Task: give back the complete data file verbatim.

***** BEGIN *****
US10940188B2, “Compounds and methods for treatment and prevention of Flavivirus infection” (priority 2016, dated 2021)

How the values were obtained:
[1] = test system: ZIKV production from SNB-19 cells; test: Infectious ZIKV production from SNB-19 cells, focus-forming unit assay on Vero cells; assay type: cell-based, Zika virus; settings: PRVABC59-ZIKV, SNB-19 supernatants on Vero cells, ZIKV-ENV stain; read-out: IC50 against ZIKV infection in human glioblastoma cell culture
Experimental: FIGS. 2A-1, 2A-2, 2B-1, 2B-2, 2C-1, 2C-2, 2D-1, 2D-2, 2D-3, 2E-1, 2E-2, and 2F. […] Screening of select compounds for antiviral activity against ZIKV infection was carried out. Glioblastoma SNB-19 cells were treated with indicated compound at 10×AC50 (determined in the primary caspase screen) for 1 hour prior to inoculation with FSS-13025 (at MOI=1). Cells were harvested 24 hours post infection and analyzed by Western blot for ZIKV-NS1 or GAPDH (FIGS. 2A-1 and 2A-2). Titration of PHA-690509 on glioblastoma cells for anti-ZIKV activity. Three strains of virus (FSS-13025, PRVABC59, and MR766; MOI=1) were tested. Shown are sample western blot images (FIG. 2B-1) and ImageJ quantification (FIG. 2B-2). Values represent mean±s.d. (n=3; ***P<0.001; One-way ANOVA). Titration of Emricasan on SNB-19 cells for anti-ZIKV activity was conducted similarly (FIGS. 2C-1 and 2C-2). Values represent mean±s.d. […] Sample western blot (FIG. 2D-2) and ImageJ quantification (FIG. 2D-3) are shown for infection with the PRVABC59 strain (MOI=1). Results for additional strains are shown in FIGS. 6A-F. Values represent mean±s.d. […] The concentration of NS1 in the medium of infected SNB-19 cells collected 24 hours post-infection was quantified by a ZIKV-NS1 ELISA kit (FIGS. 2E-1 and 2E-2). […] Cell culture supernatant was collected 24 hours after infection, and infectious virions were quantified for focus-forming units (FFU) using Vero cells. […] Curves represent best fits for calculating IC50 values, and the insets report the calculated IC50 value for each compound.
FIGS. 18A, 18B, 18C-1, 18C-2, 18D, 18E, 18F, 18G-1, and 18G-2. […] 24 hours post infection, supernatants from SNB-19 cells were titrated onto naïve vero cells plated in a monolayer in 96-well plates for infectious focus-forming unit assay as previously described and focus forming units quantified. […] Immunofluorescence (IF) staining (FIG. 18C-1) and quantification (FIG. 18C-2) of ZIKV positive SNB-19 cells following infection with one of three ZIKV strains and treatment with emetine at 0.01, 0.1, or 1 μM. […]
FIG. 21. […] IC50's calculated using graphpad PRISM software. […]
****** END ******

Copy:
US10940188B2, “Compounds and methods for treatment and prevention of Flavivirus infection” (priority 2016, dated 2021)

How the values were obtained:
[1] = test system: ZIKV production from SNB-19 cells; test: Infectious ZIKV production from SNB-19 cells, focus-forming unit assay on Vero cells; assay type: cell-based, Zika virus; settings: PRVABC59-ZIKV, SNB-19 supernatants on Vero cells, ZIKV-ENV stain; read-out: IC50 against ZIKV infection in human glioblastoma cell culture
Experimental: FIGS. 2A-1, 2A-2, 2B-1, 2B-2, 2C-1, 2C-2, 2D-1, 2D-2, 2D-3, 2E-1, 2E-2, and 2F. […] Screening of select compounds for antiviral activity against ZIKV infection was carried out. Glioblastoma SNB-19 cells were treated with indicated compound at 10×AC50 (determined in the primary caspase screen) for 1 hour prior to inoculation with FSS-13025 (at MOI=1). Cells were harvested 24 hours post infection and analyzed by Western blot for ZIKV-NS1 or GAPDH (FIGS. 2A-1 and 2A-2). Titration of PHA-690509 on glioblastoma cells for anti-ZIKV activity. Three strains of virus (FSS-13025, PRVABC59, and MR766; MOI=1) were tested. Shown are sample western blot images (FIG. 2B-1) and ImageJ quantification (FIG. 2B-2). Values represent mean±s.d. (n=3; ***P<0.001; One-way ANOVA). Titration of Emricasan on SNB-19 cells for anti-ZIKV activity was conducted similarly (FIGS. 2C-1 and 2C-2). Values represent mean±s.d. […] Sample western blot (FIG. 2D-2) and ImageJ quantification (FIG. 2D-3) are shown for infection with the PRVABC59 strain (MOI=1). Results for additional strains are shown in FIGS. 6A-F. Values represent mean±s.d. […] The concentration of NS1 in the medium of infected SNB-19 cells collected 24 hours post-infection was quantified by a ZIKV-NS1 ELISA kit (FIGS. 2E-1 and 2E-2). […] Cell culture supernatant was collected 24 hours after infection, and infectious virions were quantified for focus-forming units (FFU) using Vero cells. […] Curves represent best fits for calculating IC50 values, and the insets report the calculated IC50 value for each compound.
FIGS. 18A, 18B, 18C-1, 18C-2, 18D, 18E, 18F, 18G-1, and 18G-2. […] 24 hours post infection, supernatants from SNB-19 cells were titrated onto naïve vero cells plated in a monolayer in 96-well plates for infectious focus-forming unit assay as previously described and focus forming units quantified. […] Immunofluorescence (IF) staining (FIG. 18C-1) and quantification (FIG. 18C-2) of ZIKV positive SNB-19 cells following infection with one of three ZIKV strains and treatment with emetine at 0.01, 0.1, or 1 μM. […]
FIG. 21. […] IC50's calculated using graphpad PRISM software. […]